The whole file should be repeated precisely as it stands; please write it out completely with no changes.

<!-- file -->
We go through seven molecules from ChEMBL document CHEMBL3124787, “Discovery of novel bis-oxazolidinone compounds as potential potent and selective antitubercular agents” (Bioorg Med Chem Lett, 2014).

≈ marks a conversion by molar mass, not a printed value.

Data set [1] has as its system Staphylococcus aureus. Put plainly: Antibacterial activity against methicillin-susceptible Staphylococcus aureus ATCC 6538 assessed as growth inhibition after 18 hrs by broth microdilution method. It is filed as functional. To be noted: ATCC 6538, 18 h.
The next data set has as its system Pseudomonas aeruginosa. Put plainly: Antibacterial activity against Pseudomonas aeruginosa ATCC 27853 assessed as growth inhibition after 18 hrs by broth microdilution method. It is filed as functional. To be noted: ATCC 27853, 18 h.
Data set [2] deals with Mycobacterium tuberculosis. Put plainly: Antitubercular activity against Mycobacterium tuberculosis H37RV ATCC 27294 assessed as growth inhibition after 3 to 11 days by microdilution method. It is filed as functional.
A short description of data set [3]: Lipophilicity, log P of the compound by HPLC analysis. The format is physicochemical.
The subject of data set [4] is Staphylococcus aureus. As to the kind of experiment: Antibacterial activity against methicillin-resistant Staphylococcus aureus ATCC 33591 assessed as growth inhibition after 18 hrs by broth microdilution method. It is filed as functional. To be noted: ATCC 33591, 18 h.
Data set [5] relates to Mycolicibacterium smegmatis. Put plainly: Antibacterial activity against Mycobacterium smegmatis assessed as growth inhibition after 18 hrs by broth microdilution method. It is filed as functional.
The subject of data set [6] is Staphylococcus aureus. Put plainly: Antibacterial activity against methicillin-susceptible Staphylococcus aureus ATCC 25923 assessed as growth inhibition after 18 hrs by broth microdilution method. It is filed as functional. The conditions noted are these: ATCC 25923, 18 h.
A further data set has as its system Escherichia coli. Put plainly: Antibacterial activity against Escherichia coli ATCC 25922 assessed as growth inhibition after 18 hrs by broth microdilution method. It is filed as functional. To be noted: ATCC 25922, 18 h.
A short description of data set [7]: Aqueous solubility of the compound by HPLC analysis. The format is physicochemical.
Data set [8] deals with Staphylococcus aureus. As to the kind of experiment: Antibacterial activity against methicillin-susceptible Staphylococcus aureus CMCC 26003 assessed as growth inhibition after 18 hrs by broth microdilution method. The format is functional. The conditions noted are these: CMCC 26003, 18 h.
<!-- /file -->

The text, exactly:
We go through seven molecules from ChEMBL document CHEMBL3124787, “Discovery of novel bis-oxazolidinone compounds as potential potent and selective antitubercular agents” (Bioorg Med Chem Lett, 2014).

≈ marks a conversion by molar mass, not a printed value.

Data set [1] has as its system Staphylococcus aureus. Put plainly: Antibacterial activity against methicillin-susceptible Staphylococcus aureus ATCC 6538 assessed as growth inhibition after 18 hrs by broth microdilution method. It is filed as functional. To be noted: ATCC 6538, 18 h.
The next data set has as its system Pseudomonas aeruginosa. Put plainly: Antibacterial activity against Pseudomonas aeruginosa ATCC 27853 assessed as growth inhibition after 18 hrs by broth microdilution method. It is filed as functional. To be noted: ATCC 27853, 18 h.
Data set [2] deals with Mycobacterium tuberculosis. Put plainly: Antitubercular activity against Mycobacterium tuberculosis H37RV ATCC 27294 assessed as growth inhibition after 3 to 11 days by microdilution method. It is filed as functional.
A short description of data set [3]: Lipophilicity, log P of the compound by HPLC analysis. The format is physicochemical.
The subject of data set [4] is Staphylococcus aureus. As to the kind of experiment: Antibacterial activity against methicillin-resistant Staphylococcus aureus ATCC 33591 assessed as growth inhibition after 18 hrs by broth microdilution method. It is filed as functional. To be noted: ATCC 33591, 18 h.
Data set [5] relates to Mycolicibacterium smegmatis. Put plainly: Antibacterial activity against Mycobacterium smegmatis assessed as growth inhibition after 18 hrs by broth microdilution method. It is filed as functional.
The subject of data set [6] is Staphylococcus aureus. Put plainly: Antibacterial activity against methicillin-susceptible Staphylococcus aureus ATCC 25923 assessed as growth inhibition after 18 hrs by broth microdilution method. It is filed as functional. The conditions noted are these: ATCC 25923, 18 h.
A further data set has as its system Escherichia coli. Put plainly: Antibacterial activity against Escherichia coli ATCC 25922 assessed as growth inhibition after 18 hrs by broth microdilution method. It is filed as functional. To be noted: ATCC 25922, 18 h.
A short description of data set [7]: Aqueous solubility of the compound by HPLC analysis. The format is physicochemical.
Data set [8] deals with Staphylococcus aureus. As to the kind of experiment: Antibacterial activity against methicillin-susceptible Staphylococcus aureus CMCC 26003 assessed as growth inhibition after 18 hrs by broth microdilution method. The format is functional. The conditions noted are these: CMCC 26003, 18 h.